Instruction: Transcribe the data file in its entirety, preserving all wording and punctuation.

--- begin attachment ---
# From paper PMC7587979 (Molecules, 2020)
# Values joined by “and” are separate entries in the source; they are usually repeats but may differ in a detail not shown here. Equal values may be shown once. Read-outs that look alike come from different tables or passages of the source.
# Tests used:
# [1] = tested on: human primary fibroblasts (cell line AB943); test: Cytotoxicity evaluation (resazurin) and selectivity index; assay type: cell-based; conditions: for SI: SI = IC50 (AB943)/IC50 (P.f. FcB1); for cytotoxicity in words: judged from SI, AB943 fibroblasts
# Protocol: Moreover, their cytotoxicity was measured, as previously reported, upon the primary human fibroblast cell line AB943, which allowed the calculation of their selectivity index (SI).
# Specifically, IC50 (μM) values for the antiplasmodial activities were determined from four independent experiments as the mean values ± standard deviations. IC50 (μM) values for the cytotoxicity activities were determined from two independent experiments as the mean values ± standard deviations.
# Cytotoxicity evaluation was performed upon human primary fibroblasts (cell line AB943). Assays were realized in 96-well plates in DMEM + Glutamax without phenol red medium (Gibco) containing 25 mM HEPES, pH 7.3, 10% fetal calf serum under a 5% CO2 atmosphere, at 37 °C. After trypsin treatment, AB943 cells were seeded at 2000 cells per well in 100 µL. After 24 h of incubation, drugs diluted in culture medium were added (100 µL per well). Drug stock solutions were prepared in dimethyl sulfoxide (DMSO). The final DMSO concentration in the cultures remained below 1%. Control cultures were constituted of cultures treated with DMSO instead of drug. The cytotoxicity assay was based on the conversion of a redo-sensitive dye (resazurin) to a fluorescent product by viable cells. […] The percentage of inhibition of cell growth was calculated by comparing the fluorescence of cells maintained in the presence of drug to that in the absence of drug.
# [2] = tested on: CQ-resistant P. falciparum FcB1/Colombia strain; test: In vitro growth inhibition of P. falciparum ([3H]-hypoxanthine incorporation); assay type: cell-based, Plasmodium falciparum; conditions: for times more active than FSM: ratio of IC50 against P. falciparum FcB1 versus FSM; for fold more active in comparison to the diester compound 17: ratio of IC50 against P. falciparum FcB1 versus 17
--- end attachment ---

# From paper PMC7587979 (Molecules, 2020)
# Values joined by “and” are separate entries in the source; they are usually repeats but may differ in a detail not shown here. Equal values may be shown once. Read-outs that look alike come from different tables or passages of the source.
# Tests used:
# [1] = tested on: human primary fibroblasts (cell line AB943); test: Cytotoxicity evaluation (resazurin) and selectivity index; assay type: cell-based; conditions: for SI: SI = IC50 (AB943)/IC50 (P.f. FcB1); for cytotoxicity in words: judged from SI, AB943 fibroblasts
# Protocol: Moreover, their cytotoxicity was measured, as previously reported, upon the primary human fibroblast cell line AB943, which allowed the calculation of their selectivity index (SI).
# Specifically, IC50 (μM) values for the antiplasmodial activities were determined from four independent experiments as the mean values ± standard deviations. IC50 (μM) values for the cytotoxicity activities were determined from two independent experiments as the mean values ± standard deviations.
# Cytotoxicity evaluation was performed upon human primary fibroblasts (cell line AB943). Assays were realized in 96-well plates in DMEM + Glutamax without phenol red medium (Gibco) containing 25 mM HEPES, pH 7.3, 10% fetal calf serum under a 5% CO2 atmosphere, at 37 °C. After trypsin treatment, AB943 cells were seeded at 2000 cells per well in 100 µL. After 24 h of incubation, drugs diluted in culture medium were added (100 µL per well). Drug stock solutions were prepared in dimethyl sulfoxide (DMSO). The final DMSO concentration in the cultures remained below 1%. Control cultures were constituted of cultures treated with DMSO instead of drug. The cytotoxicity assay was based on the conversion of a redo-sensitive dye (resazurin) to a fluorescent product by viable cells. […] The percentage of inhibition of cell growth was calculated by comparing the fluorescence of cells maintained in the presence of drug to that in the absence of drug.
# [2] = tested on: CQ-resistant P. falciparum FcB1/Colombia strain; test: In vitro growth inhibition of P. falciparum ([3H]-hypoxanthine incorporation); assay type: cell-based, Plasmodium falciparum; conditions: for times more active than FSM: ratio of IC50 against P. falciparum FcB1 versus FSM; for fold more active in comparison to the diester compound 17: ratio of IC50 against P. falciparum FcB1 versus 17